London — Asian spot liquefied natural gas (LNG) prices fell this week as demand remained lukewarm amid ample stock levels and a mild temperature forecast, helping to maintain a steady flow of cargoes heading to Europe.
The average LNG price for February delivery into north-east Asia fell to $32.60 per metric million British thermal units (mmBtu), down $1.70 or 4.95% from the previous week, industry sources said.
The price for March delivery was estimated at around $25.00 per mmBtu, they added.
“Reasonable stocks in Asia and strong output from U.S. plants are allowing a large amount of U.S. LNG to continue heading to Europe, helping offset lower pipeline flows from Russia,” said Alex Froley, LNG analyst at data intelligence firm ICIS.
Europe has attracted more than 10 million tonnes of LNG across December and month-to-date in January, according to Rystad Energy.
The arrival of several LNG gas tankers into Europe has helped to ease prices and supply concerns over reverse flows from Germany to Poland via the Yamal-Europe pipeline for 25 successive days so far.
“This is the most dynamic winter we have ever seen for LNG and global gas markets. It has been a tug-of-war between a well-stocked and well-balanced East Asian LNG market and an extraordinarily tight European gas market,” said Tamir Druz, managing director at Capra Energy Group.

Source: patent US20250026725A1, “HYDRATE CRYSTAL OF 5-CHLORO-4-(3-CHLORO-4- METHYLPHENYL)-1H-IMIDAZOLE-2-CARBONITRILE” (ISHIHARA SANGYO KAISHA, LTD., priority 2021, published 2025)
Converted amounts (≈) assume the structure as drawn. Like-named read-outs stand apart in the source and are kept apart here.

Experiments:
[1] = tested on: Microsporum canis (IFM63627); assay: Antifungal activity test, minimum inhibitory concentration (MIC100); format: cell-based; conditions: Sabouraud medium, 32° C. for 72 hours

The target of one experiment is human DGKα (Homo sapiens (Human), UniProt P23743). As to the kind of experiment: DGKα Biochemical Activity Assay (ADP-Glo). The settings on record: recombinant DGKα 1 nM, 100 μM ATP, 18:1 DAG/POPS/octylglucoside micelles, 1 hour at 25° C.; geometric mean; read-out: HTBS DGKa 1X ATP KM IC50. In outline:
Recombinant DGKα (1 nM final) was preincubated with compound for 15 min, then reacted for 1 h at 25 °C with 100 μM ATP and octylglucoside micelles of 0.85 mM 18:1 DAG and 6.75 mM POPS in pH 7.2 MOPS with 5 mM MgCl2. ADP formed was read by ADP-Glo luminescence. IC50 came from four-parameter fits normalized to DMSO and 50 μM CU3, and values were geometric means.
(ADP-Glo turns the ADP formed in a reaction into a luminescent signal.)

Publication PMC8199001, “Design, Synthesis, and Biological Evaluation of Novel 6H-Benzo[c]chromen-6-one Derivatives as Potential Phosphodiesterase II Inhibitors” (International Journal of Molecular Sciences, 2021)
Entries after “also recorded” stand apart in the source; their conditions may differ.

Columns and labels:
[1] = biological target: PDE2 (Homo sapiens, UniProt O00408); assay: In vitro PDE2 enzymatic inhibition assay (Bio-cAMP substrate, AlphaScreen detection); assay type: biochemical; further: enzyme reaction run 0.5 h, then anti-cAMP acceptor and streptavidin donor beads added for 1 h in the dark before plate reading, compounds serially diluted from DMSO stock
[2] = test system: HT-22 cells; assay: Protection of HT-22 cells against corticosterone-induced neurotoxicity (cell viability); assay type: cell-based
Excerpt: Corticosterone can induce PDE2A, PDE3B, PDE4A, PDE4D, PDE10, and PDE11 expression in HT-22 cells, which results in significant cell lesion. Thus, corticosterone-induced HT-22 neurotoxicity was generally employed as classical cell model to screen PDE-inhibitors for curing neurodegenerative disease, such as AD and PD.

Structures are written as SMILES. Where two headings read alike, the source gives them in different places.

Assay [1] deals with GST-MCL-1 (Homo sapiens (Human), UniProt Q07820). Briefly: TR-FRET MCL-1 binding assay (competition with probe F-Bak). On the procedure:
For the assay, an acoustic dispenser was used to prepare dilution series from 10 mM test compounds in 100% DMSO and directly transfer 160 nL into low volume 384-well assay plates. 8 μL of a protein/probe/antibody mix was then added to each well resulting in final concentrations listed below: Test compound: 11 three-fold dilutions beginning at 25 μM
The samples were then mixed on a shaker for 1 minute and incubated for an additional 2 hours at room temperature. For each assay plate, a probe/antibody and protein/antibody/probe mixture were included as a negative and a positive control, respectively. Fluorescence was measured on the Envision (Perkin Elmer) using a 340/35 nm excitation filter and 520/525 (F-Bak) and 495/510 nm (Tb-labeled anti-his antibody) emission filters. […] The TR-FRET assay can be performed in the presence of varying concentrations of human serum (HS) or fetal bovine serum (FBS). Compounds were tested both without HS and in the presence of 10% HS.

“We have never seen such a prolonged and substantial premium in (Dutch) gas over north-east Asian LNG prices. Overall, we expect the market to continue trading within a wide, yet high range, with short-term dynamics like weather playing a deciding role in guiding weekly direction,” he added
Dutch gas prices rose on Friday morning on a colder weather outlook until mid-February and lower Norwegian flows.
The market volatility has allowed some extraordinary voyages in the LNG market: the Hellas Diana tanker from the U.S. went halfway across the Pacific towards Asia before reversing course to head to the UK instead. It ended up crossing the Panama Canal twice in one voyage, Froley said.
“Although the situation has eased, it could still worsen again if there were cold snaps in the remaining months of winter, or disruptions to pipeline supplies to Europe,” he added.
Pacific LNG freight spot rates fell to their lowest level in nine months at $43,750 per day on Friday, while Atlantic rates fell to $30,250 per day, also a nine-month low, according to Henry Bennett at data intelligence firm Spark Commodities.
Elsewhere, Thailand’s PTT is seeking four LNG cargoes for delivery between January 27 and February 23 on a delivered ex-ship (DES) basis, traders said.